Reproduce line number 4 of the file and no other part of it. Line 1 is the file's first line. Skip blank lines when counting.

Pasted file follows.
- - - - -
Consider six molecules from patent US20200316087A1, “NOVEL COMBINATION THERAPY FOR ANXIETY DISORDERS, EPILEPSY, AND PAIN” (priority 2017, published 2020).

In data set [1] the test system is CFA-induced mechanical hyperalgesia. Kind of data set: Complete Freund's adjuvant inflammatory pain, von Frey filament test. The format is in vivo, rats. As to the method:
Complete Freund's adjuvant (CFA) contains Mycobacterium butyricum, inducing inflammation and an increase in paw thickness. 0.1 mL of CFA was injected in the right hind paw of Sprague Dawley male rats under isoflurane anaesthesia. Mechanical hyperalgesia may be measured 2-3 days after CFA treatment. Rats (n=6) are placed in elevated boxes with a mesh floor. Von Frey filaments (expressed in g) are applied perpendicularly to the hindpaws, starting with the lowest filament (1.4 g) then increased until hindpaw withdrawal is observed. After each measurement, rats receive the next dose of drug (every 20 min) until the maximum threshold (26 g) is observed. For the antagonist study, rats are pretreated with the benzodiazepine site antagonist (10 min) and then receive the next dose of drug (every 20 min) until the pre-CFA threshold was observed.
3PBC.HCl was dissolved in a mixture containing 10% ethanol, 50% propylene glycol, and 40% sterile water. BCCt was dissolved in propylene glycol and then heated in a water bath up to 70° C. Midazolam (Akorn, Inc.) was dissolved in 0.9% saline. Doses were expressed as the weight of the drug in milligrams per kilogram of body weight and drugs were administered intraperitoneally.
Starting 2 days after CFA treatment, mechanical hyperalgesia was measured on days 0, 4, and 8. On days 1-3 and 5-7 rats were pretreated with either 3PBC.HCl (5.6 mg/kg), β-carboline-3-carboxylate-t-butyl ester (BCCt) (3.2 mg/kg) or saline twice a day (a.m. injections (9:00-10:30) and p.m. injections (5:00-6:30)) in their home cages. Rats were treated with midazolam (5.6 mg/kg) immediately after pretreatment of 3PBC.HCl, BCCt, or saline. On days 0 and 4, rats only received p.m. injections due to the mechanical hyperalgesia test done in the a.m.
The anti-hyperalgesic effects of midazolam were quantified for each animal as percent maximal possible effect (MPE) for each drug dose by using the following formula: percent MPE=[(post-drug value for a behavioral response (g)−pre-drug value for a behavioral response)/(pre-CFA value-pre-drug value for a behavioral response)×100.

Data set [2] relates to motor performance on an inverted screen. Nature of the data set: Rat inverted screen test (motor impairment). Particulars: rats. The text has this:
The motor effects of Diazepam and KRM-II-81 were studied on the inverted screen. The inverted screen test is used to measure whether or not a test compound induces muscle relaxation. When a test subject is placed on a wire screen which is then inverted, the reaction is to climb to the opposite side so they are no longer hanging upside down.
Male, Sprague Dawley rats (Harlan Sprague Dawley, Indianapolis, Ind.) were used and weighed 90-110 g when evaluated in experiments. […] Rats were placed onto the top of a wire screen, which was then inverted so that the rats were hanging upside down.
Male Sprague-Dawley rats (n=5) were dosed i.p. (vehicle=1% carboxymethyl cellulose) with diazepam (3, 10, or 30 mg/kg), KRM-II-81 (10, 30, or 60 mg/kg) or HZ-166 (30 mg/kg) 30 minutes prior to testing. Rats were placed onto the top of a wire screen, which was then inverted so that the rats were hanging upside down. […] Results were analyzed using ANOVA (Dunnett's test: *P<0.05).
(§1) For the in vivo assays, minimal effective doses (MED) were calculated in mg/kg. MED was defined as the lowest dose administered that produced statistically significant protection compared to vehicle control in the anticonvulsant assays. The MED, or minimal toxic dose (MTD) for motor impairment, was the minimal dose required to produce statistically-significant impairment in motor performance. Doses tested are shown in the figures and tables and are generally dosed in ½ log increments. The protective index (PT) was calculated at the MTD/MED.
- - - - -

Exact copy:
3PBC.HCl was dissolved in a mixture containing 10% ethanol, 50% propylene glycol, and 40% sterile water. BCCt was dissolved in propylene glycol and then heated in a water bath up to 70° C. Midazolam (Akorn, Inc.) was dissolved in 0.9% saline. Doses were expressed as the weight of the drug in milligrams per kilogram of body weight and drugs were administered intraperitoneally.